The dominant cultural group in public schools builds walls intentionally or unintentionally that can be daunting, or even impenetrable, for ethnic minority students. Despite costly reforms to reverse the negative impact of racism and educational inequality, public school teachers have not shown improvement in how they relate to minority students; thus, dropout rates for minority students continue to soar. This paper investigates a seven-year-old minority student's efforts to tackle cultural and language barriers and be accepted in his multiage classroom~ The study seeks to illuminate the nature of difficulties minority students face and argues that teachers cannot ignore cultural concerns.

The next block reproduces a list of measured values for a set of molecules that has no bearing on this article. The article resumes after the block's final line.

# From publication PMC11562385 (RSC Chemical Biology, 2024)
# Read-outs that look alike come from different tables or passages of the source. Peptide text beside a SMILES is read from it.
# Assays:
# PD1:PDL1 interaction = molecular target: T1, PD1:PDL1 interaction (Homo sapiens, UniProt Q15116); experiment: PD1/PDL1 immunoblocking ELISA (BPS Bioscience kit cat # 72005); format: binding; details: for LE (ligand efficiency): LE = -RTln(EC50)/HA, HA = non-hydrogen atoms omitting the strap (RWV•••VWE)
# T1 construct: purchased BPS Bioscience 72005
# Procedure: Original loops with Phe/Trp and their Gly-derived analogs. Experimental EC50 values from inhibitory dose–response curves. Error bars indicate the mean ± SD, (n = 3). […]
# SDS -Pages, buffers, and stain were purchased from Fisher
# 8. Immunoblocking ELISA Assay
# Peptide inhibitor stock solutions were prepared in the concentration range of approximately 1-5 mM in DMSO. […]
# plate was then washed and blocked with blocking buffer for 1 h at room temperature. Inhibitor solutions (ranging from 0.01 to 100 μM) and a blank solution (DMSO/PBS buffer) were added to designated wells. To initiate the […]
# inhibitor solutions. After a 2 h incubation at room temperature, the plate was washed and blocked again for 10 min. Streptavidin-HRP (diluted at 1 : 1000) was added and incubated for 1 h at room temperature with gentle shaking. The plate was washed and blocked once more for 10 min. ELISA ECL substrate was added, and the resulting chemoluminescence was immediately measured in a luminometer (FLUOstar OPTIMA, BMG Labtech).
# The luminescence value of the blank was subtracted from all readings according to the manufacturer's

The literature review examines overt and covert forms of racism that result in educational inequities and minority students feeling isolated, confused and rejected. It also studies how minority children develop attitudes toward the dominant cultural group and its ideology in the classroom, how teachers play a part in spreading that ideology and the imperative that teachers address minority concerns.
Taking the form of an educational criticism, this qualitative research uses methods that include observing the student in the classroom and on the playground, taking field notes, interviewing the child and the teacher and examining the classroom environment.
The analysis brings together the student's experience and the teacher's approach to making him feel included. It elucidates how developing inclusive strategies can help minority students become a part of the class -- a task that requires the child to master the dominant culture's language, values and social expectations.
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